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Allison Kuhn balances Quinnipiac women’s lacrosse schedule with SGA role
While many student-athletes are exclusively known for their success on the field, that isn’t the case for Quinnipiac women’s lacrosse player Allison Kuhn.
Kuhn, a sophomore from Kingsville, Maryland, was elected as the Class of 2019’s vice president for the Student Government Association (SGA) last week. This won’t be Kuhn’s first year on SGA either, as she has been a class representative the previous two years.
While Kuhn’s campaign was successful, she had to face the challenge of campaigning while her season was going on.
“It’s actually very difficult because while my competitors have the opportunity to campaign whenever they want, I have a responsibility here with lacrosse and that has to come first,” Kuhn said. “I’m a student-athlete, but being a part of the lacrosse team is all day, every day. Everything you do, you think about lacrosse, whether it’s meals or sleep time.”
And because Kuhn’s workload is so heavy, she has to make sacrifices to accommodate her schedule.
“I don’t have time – I make time,” Kuhn said. “It’s all about balancing. I’m never watching TV. I’m never going on two-hour Starbucks runs. It’s every day I’m really focused in, doing work when I need to do work, doing lacrosse when I need to do lacrosse and doing student government when I need to student government.”
Kuhn has also been a top performer for her team. Kuhn leads the team with 25 points and has 18 goals so far this season. Women’s lacrosse head coach Tanya Kotowicz, who is in her first year coaching the team, knows that Kuhn is more than just an athlete.
“She’s an all-around kid,” Kotowicz said. “She definitely believes in the big picture. She gets involved in everything, on-campus, off-campus, on the team, in practices, in games; she’s connected with her teammates and with her peers on campus. I think we strive to find all-around people, let alone all-around players, and Allison is just one of the many.”
Kotowicz could tell that Kuhn was competitive from the moment they met.
“She’s full of energy, she’s a fierce competitor, and that comes across right away,” Kotowicz said. “She’s ready to make something great out of the program, and we’ve kind of taken that and ran with it. That’s been a great piece that Allison brings to the team.”
One of Kuhn’s teammates, sophomore midfielder Ellie Swenson, says that Kuhn’s competitive personality shows when she’s on the field.
“She’s a very aggressive player,” Swenson said. “She’s one of our go-to offensive players. She definitely leads the attack. She knows a ton about lacrosse. She definitely has the passion and heart that we need.”
Even with the heavy workload, Kuhn doesn’t believe either has a negative impact on the other. In fact, she believes that it helps her.
“I think if I was not as involved I would be failing out of school,” Kuhn said. “Keeping me involved really keeps my GPA high… I think having all of these regimented times to abide by helps me to focus in on what I need to do on schoolwork. I can’t take anything off.”
Kuhn says that in SGA meetings, she takes off her “athlete hat” and puts on her “SGA hat,” but that she still represents Quinnipiac’s student-athletes in the meetings.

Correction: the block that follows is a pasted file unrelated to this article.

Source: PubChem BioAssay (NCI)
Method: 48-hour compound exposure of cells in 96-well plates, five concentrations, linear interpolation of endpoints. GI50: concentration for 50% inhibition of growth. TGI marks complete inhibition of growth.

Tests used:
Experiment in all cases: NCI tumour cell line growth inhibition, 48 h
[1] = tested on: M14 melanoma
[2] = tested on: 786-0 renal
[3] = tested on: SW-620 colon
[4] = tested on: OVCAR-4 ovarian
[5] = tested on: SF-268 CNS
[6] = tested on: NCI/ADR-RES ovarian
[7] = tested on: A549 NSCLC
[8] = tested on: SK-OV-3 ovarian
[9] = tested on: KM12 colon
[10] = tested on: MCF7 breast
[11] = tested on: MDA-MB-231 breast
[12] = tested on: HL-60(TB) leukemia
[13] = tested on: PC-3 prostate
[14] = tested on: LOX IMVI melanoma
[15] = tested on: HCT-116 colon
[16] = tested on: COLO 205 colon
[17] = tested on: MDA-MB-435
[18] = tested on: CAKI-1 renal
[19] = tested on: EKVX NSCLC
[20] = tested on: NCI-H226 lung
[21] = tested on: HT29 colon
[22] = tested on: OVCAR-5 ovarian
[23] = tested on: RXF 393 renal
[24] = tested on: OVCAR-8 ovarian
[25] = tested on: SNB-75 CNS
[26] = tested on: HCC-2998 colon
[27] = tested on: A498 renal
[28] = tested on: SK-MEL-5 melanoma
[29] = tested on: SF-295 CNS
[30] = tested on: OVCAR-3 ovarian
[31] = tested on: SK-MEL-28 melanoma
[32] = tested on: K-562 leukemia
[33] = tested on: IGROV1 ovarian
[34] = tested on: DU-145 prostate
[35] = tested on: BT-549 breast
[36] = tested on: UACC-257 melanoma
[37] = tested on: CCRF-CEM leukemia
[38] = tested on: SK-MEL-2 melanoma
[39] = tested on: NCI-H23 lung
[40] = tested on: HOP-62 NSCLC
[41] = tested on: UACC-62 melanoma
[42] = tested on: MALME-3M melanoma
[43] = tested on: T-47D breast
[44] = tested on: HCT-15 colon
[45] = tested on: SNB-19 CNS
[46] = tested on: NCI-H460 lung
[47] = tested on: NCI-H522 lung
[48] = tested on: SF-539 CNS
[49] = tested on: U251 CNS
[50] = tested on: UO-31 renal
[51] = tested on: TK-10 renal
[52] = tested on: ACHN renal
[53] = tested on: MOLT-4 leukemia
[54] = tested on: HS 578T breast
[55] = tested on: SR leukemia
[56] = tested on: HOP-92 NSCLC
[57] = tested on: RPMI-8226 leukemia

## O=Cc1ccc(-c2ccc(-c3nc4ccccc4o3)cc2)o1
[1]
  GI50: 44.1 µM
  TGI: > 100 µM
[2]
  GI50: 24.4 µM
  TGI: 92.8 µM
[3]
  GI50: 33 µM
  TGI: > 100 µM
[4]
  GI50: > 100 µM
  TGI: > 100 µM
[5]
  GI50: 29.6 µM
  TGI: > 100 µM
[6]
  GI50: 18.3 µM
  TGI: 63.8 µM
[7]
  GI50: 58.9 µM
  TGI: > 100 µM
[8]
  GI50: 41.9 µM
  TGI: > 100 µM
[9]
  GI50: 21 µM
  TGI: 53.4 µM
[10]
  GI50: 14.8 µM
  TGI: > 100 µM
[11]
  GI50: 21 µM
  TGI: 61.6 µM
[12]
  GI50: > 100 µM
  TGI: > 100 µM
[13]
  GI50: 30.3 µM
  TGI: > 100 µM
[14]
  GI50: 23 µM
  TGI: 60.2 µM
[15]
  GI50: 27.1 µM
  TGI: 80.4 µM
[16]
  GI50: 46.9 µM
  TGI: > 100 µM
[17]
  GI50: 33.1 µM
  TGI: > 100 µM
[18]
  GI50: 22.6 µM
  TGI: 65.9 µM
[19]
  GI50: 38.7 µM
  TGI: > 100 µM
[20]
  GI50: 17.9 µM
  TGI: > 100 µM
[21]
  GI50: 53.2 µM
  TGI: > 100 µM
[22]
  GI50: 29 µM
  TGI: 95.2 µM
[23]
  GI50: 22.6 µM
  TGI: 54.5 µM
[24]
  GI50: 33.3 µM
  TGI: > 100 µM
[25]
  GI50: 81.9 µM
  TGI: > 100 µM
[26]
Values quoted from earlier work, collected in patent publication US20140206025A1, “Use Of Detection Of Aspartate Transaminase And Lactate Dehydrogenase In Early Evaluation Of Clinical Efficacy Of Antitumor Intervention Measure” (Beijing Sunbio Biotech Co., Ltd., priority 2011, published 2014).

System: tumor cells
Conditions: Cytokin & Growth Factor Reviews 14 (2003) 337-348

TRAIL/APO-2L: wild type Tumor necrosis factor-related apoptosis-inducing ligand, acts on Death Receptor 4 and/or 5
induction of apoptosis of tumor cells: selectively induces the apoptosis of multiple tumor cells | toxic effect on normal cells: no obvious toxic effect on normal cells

“I completely think that student-athletes get overlooked by student government,” Kuhn said. “For example, freshman year. I came into student government really excited and ready to go. A lot of members were discussing the new student-athlete weight room, saying it was unfair. They don’t understand that us student-athletes don’t have a space to workout and working out is a huge part of being an athlete.”
But Kuhn believes that her involvement with SGA has been positive and has helped bridge the gap between SGA and student-athletes.
And not only has Kuhn become the first student-athlete in SGA, but one of her teammates, freshman midfielder Victoria Bobinski, was elected as the vice president for the Class of 2020 last week.
“There are things that most members of student government don’t understand about athletics, and they don’t understand the time commitment that it truly involves,” Kuhn said. “Victoria and I are able to bridge that gap and help members understand the athlete perspective.”
Kuhn’s biggest initiative when it comes to student-athletes is to help them get priority for scheduling classes.
“Many members are looking into how student-athletes can get priority scheduling because we are at a disadvantage,” Kuhn said. “My practice is from 7-11 a.m. and what classes are left when we have to schedule are the 8 a.m. classes that no one wants to go to. But I have practice time, so how am I supposed to find a class?”
Swenson echoes Kuhn’s thoughts on the scheduling issue and says that team supports the two members of SGA on their team.
“I’m definitely pro the possibility of athletes registering first,” Swenson said. “It’s a pretty big deal when you have 20-plus hours less than any other student. You have your practice block and you have time to take class, that’s just how it is. If you’re caught to choose between class and practice that’s a huge thing. If you can’t make class, then you don’t graduate on-time. If you miss practice, then you’re not with your team to connect with them.”
All in all, Kuhn has enjoyed her time on SGA and looks forward to being a part of student government for the rest of her Quinnipiac career.
“(SGA) respects that I’m an athlete, they respect that Victoria is an athlete and that we are going to miss some meetings,” Kuhn said. “SGA’s been super accommodating. They’ve been great, and we’ve got a great e-board next year, so I’m really excited.”